Is The New 'Living Picture' Lytro Camera The Future Of Photography?

When Lytro launched its first generation cameras a few years ago, people wondered if their "living pictures" would become the new standard. Essentially, the Lytro camera uses light field technology to capture all the different focus points on a single photograph, so you can click on a section in the foreground and focus in on that — blurring the background — and then click on the background and sharpen the foreground (try it below). But while the idea was fascinating, it never caught on since the original Lytro just didn't take good photos. But today, Lytro announced a new camera that promises to marry light-field photography and high quality images. Check out the Lytro Illum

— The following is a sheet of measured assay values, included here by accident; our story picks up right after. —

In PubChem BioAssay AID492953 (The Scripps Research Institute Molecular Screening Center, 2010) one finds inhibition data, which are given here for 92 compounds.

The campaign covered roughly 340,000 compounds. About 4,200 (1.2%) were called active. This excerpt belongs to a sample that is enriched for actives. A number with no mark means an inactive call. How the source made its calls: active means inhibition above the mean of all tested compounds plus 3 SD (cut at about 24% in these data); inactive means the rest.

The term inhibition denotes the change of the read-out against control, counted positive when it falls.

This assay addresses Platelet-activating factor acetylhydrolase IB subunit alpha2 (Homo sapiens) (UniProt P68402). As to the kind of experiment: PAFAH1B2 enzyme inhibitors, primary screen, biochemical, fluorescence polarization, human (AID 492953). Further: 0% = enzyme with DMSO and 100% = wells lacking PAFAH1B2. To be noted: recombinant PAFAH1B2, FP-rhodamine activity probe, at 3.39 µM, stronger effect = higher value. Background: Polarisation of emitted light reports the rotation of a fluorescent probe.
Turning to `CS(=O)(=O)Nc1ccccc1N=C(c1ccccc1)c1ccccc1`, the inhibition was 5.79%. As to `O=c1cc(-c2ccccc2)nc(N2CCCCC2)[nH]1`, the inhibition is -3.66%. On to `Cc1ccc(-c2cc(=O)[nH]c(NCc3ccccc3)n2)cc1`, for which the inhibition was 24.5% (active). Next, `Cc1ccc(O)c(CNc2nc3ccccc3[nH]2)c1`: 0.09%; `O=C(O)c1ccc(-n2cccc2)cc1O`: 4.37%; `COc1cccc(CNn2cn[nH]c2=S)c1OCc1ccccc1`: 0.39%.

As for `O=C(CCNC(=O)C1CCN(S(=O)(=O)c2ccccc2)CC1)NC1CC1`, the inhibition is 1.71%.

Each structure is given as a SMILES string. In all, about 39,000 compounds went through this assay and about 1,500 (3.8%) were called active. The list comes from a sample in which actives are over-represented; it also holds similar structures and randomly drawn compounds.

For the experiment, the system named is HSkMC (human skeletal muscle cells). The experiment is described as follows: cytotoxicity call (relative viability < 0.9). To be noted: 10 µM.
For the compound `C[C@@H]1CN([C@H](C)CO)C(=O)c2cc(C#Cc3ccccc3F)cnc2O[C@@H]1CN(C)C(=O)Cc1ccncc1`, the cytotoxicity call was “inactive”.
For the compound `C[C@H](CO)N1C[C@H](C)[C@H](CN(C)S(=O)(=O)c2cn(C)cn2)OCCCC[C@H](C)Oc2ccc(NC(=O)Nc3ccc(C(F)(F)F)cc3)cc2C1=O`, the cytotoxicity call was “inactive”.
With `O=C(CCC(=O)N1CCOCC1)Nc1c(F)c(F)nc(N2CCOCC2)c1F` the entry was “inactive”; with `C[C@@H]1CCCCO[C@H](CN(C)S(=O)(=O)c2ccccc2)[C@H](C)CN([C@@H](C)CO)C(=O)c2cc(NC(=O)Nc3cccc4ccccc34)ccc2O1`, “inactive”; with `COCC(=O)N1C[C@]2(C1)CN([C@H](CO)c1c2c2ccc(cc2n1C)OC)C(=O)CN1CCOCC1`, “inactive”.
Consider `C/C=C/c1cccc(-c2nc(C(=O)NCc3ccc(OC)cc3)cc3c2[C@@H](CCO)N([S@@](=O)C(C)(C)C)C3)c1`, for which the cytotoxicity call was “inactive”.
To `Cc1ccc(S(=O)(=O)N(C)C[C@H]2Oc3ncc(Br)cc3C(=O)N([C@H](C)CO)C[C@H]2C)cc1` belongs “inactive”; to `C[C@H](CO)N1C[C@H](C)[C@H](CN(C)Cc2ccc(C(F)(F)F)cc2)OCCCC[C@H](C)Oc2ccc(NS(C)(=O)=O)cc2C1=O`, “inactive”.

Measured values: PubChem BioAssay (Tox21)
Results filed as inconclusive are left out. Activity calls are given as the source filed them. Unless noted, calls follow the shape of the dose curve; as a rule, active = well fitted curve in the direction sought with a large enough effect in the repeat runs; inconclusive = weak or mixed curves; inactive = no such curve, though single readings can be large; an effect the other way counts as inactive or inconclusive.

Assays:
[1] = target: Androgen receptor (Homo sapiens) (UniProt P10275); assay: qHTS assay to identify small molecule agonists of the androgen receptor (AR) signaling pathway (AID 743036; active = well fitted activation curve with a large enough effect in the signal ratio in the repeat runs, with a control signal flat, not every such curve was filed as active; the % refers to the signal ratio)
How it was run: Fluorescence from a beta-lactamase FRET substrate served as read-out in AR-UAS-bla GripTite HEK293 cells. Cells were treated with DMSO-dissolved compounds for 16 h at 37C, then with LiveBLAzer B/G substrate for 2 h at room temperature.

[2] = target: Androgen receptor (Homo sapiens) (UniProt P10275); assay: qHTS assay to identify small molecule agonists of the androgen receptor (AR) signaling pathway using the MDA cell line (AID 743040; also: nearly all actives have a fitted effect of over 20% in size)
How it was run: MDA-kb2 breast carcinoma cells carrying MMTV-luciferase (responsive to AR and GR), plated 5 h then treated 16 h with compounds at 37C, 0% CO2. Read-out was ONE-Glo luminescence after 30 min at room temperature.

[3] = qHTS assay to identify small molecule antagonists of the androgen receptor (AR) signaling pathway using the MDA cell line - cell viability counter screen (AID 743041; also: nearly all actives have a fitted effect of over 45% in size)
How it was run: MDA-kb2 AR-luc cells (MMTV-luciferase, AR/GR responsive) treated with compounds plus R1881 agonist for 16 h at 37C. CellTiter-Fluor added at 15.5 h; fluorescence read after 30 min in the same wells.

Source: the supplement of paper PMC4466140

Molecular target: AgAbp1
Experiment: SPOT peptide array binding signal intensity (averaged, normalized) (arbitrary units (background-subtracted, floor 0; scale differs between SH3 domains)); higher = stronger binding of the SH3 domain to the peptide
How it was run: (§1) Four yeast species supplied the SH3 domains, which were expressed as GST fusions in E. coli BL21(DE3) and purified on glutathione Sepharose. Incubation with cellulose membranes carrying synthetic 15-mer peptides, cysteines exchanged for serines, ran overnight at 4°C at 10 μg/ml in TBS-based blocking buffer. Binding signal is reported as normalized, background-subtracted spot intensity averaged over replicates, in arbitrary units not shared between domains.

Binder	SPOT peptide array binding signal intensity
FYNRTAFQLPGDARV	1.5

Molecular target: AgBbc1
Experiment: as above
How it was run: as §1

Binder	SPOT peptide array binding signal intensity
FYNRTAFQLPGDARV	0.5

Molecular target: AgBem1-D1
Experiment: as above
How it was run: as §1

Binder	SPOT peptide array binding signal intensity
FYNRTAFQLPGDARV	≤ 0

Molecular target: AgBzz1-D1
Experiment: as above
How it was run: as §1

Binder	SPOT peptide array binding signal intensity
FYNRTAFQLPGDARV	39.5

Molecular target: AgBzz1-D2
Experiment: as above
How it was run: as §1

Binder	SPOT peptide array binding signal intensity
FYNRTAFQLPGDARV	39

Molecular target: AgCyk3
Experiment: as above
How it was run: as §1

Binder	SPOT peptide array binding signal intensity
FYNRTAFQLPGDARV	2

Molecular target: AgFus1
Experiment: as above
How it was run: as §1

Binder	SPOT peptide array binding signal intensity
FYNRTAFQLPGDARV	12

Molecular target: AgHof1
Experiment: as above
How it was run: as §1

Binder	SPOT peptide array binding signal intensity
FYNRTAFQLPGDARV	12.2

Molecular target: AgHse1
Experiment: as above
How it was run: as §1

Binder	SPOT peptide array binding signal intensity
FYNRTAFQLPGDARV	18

Unlike the first generation model, the Illum actually looks like a camera you'd want to use, with a proper lens and a semblance of an ergonomic design, which the original lacked. But clearly, the difference here is in image quality. The sensor is four times larger than its predecessor, and looks like a DSLR instead of a used up paper towel roll.

Along with the hardware, Lytro is Android-powered, giving it the image processing chops of a tablet to match the very ambitious concepts involved with this camera. If all of this sounds like greek to you, check out the Lytro image gallery and familiarize yourself. This might be the future. At least, Apple thinks so.

Ethan Wolff-Mann is the Gear editor of Supercompressor. Follow him on Twitter @ewolffmann.